Although there is widespread public acceptance that some jobs are dangerous - police officers, commercial fishing crews and the like - some even more hazardous occupations are not recognized as such, according to the Wall Street Journal.
The annual fatality rate per 100,000 farmers - for example - is 38.5, nearly triple that of police officers and sheriff's deputies, according to the newspaper, citing data from the Bureau of Labor Statistics.
Labor Department economist Jim Rice told the Journal media coverage has much to do with the disparity between perceived job riskiness and its actual level of danger.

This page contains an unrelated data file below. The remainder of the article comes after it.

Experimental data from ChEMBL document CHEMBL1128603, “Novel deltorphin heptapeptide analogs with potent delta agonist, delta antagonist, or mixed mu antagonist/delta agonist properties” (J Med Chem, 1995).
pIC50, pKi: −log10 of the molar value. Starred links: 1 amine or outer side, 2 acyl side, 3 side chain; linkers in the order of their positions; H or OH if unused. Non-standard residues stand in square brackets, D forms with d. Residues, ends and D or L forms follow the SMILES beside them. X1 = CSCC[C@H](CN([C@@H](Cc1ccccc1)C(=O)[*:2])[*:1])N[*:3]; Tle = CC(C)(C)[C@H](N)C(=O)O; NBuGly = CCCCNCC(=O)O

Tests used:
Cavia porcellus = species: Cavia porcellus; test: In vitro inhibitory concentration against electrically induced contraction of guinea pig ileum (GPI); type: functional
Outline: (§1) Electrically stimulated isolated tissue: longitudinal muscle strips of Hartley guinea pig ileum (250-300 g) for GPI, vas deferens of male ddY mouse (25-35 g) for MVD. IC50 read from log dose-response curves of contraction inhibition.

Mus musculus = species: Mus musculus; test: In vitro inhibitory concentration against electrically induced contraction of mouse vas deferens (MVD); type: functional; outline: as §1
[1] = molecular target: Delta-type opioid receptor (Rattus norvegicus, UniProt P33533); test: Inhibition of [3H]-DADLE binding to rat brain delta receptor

"It seems counterintuitive because you hear about violent accidents; you probably hear less about people dying when tractors roll over on them. For those who do work on farms, it's still a dangerous occupation," he said.
While the general population may have a cloudy view of employment risk, life insurance companies certainly do not, and those in particularly dangerous jobs will frequently find themselves paying higher rates for their coverage.